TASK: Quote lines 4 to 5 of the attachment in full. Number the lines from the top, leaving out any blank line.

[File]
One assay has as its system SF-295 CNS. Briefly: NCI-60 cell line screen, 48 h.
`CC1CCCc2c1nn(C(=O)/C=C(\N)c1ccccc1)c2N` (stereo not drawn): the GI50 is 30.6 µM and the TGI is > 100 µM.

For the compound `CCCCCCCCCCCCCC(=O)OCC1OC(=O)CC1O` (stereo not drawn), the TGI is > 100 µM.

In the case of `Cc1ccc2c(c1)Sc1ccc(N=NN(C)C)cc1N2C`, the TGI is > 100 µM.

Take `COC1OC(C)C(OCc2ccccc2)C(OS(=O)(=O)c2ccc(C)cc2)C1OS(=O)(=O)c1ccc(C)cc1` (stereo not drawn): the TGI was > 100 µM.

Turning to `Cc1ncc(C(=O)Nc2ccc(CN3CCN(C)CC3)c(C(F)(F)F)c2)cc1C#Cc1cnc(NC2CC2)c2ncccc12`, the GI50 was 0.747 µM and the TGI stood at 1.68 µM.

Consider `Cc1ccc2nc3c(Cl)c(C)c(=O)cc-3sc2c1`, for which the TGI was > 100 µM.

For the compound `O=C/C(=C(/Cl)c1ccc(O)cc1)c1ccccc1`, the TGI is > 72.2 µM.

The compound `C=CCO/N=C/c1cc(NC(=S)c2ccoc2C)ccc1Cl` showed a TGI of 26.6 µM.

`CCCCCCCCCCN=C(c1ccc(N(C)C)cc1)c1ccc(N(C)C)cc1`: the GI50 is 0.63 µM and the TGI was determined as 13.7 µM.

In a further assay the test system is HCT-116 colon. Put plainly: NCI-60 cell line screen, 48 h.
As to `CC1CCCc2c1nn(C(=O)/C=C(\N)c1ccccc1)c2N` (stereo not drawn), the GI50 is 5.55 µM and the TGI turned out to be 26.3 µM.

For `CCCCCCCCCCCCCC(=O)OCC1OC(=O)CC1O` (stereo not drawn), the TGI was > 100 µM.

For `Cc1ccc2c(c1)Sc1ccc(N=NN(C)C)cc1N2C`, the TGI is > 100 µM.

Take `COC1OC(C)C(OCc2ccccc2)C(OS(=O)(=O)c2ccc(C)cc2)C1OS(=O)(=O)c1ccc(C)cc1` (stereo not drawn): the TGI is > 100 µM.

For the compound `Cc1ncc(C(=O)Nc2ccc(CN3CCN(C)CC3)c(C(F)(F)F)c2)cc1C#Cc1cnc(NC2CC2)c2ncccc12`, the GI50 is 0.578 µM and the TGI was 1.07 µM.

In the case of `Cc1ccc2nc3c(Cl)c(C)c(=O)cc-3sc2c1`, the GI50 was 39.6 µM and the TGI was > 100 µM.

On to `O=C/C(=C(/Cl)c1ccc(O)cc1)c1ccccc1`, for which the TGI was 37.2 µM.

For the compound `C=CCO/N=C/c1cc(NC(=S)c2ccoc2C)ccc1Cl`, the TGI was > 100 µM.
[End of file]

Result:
In the case of `Cc1ccc2c(c1)Sc1ccc(N=NN(C)C)cc1N2C`, the TGI is > 100 µM.

Take `COC1OC(C)C(OCc2ccccc2)C(OS(=O)(=O)c2ccc(C)cc2)C1OS(=O)(=O)c1ccc(C)cc1` (stereo not drawn): the TGI was > 100 µM.